Tuesday June 06, 2023

Phone tapping legal or illegal?

March 22, 2023

ISLAMABAD: Every day, a new audio recording of judges is posted on social media, but no action has been taken to stop such phone tapping. Is it legal to wiretap someone’s phone?

According to a review of the judicial record and discussions with legal experts, there is no specialised law in Pakistan that controls or oversees telephone tapping. The Pakistan Supreme Court had ruled that it was a violation of the Constitution and fundamental rights. Though there are provisions for telephone tapping under the Telegram Act and PECA Act 2016, the 1997 Supreme Court decision had specifically requested legislation for telephone tapping.

The Supreme Court of Pakistan had addressed the telephone tapping issue in constitutional petitions 58 and 59 of 1996 in Benazir Bhutto and Others Vs. Federation of Pakistan. A seven-member bench of the Supreme Court, comprising Chief Justice Sajjad Ali Shah, Justice Saleem Akhtar, Justice Fazal Ilahi Khan, Justice Irshad Hasan Khan, Justice Raja Afrasiab Khan, Justice Munawwar Ahmad Mirza, and Justice Zia Mahmood Mirza, had heard the case.

The petitions were filed after the dissolution of the assembly by then-president Farooq Khan Leghari. One of the grounds listed for the dissolution of the assembly in November 1996 was the telephone tapping of judges of the superior courts, politicians, military personnel and civilian officials. It was claimed that the transcripts of audio recordings of the phone calls were sent regularly to then-prime minister Benazir Bhutto. Benazir Bhutto had herself also claimed to be a victim of telephone tapping.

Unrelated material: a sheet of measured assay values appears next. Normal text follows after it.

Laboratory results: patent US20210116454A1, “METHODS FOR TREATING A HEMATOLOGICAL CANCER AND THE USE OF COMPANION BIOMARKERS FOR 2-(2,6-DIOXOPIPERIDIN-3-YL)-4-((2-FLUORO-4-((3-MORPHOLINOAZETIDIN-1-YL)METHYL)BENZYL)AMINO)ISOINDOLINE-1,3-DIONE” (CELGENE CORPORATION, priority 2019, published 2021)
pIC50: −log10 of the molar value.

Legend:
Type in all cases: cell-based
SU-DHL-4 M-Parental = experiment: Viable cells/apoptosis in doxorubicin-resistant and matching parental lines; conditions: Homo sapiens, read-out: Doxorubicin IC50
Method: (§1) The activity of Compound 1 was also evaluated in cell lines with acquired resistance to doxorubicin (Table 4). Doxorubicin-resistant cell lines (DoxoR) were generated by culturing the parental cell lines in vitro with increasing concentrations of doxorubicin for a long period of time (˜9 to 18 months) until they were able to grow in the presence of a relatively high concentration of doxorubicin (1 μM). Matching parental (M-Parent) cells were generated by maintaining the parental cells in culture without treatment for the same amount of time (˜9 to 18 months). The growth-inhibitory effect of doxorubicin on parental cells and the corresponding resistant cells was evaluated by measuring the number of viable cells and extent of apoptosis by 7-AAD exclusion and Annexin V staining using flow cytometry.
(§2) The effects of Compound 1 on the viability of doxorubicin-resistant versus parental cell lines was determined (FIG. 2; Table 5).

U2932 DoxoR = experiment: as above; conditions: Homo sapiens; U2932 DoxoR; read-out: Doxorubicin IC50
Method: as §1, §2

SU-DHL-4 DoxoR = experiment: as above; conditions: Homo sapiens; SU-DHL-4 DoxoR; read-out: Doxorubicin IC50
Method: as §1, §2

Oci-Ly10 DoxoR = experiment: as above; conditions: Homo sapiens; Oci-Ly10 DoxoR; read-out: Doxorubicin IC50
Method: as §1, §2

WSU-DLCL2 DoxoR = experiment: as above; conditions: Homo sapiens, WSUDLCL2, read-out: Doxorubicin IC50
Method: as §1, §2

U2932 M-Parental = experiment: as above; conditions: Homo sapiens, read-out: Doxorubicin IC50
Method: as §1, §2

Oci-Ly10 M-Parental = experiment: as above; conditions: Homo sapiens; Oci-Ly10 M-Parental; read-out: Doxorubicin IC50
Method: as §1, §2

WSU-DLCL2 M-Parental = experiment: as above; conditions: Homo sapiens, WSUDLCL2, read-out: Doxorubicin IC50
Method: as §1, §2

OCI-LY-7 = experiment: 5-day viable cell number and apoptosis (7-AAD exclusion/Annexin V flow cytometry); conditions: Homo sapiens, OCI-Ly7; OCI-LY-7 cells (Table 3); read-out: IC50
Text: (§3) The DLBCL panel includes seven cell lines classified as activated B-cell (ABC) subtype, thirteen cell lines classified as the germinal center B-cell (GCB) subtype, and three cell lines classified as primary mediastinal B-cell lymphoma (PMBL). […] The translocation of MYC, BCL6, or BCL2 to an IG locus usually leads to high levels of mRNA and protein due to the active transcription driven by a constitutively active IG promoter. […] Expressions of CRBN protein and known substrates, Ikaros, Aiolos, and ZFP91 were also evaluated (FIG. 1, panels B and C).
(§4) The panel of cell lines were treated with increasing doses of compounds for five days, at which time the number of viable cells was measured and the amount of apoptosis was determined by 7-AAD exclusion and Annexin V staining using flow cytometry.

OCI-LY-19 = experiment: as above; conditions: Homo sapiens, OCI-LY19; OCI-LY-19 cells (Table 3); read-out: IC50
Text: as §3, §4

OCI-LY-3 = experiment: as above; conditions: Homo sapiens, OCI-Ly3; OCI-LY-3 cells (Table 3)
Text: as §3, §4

The seven-member bench on January 29, 1997, had declared the verdict and upheld the presidential order dissolving the assembly. In its verdict, the court had observed that there was no basis in law for carrying out the phone-tapping and eavesdropping techniques. According to the judgment, the entire exercise of telephone tapping violated the fundamental right to privacy protected by Article 14.

The judgment had further noted that Article 14 protected the dignity of an individual and was attached to their privacy, and an intrusion into an individual’s privacy is an injury to their dignity. It was also held in the judgment that to preserve the dignity of an individual, their privacy would have to be protected from unlawful intrusion.

The court had ruled that there would be no law in the future that authorised and/or regulated these techniques. The court had directed that, in the absence of the law, permission from the court or a committee established by it would have to be obtained if such tasks were required to be carried out.

Whether the courts take any action against such telephone tapping or not, it is clear from the judgment that such acts are unconstitutional and violative of the fundamental rights guaranteed under the Constitution.

Former president of the Supreme Court Bar Association (SCBA), Barrister Syed Ali Zafar, while talking to The News, said there are several provisions in the Telegram Act as well as in the Prevention of Electronic Crimes Act (PECA) 2016. However, under the present circumstances, it is really difficult to determine who is tapping the telephone calls.

With the emergence of social media, it is difficult to hold anyone responsible for any such act, such as tapping of telephone calls. This is one of the reasons the judges of superior judiciary are not taking any action against the recent audio leaks, he said.

Speaking about the audio leaks of the judges, Barrister Ali Zafar said: “If the genuineness of the audio leaks is proven, then it might cause trouble for the sitting judges. In the past, there have been precedents when judges had to resign because of audio leaks. Justice Rashid Aziz Khan had to voluntarily resign as judge of the Supreme Court after the audio leaks of Justice Malik Qayyum, who also resigned because of the audio leaks.”